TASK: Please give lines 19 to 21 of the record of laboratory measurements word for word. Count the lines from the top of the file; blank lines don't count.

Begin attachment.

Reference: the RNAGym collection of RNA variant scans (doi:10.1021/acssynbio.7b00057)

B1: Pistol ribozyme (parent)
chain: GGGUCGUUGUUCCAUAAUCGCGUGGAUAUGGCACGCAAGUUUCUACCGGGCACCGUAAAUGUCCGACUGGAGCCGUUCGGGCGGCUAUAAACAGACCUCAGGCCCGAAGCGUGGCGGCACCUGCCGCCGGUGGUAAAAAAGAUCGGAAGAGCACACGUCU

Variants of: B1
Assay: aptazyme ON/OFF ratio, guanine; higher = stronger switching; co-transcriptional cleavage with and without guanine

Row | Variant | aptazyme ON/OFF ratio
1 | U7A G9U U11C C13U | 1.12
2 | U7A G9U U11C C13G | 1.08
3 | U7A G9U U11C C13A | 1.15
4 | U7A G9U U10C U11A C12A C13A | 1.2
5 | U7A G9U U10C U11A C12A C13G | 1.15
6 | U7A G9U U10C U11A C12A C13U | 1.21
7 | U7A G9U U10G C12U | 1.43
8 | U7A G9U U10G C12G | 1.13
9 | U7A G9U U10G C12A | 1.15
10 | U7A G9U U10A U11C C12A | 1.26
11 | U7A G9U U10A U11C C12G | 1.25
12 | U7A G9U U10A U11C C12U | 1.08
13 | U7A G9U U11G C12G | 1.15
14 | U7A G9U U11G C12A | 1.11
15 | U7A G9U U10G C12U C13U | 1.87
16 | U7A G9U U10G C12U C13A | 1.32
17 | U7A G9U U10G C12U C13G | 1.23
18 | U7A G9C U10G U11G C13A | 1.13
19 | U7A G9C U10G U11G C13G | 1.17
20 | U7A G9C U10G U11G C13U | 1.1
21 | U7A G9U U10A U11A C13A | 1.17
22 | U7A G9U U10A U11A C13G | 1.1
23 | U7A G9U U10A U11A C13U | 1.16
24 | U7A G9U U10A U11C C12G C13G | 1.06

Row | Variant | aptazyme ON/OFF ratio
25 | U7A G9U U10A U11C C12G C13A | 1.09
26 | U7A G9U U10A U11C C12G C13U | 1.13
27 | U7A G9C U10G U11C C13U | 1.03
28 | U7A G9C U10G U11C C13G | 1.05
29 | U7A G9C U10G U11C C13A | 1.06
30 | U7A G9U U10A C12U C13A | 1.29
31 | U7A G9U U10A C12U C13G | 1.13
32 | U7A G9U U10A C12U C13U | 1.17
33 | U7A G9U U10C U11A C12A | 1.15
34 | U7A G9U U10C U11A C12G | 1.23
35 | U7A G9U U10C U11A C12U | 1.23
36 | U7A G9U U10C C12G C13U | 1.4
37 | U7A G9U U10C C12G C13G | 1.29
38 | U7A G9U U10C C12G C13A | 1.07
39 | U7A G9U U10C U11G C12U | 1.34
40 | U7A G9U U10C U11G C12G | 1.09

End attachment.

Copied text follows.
13 | U7A G9U U11G C12G | 1.15
14 | U7A G9U U11G C12A | 1.11
15 | U7A G9U U10G C12U C13U | 1.87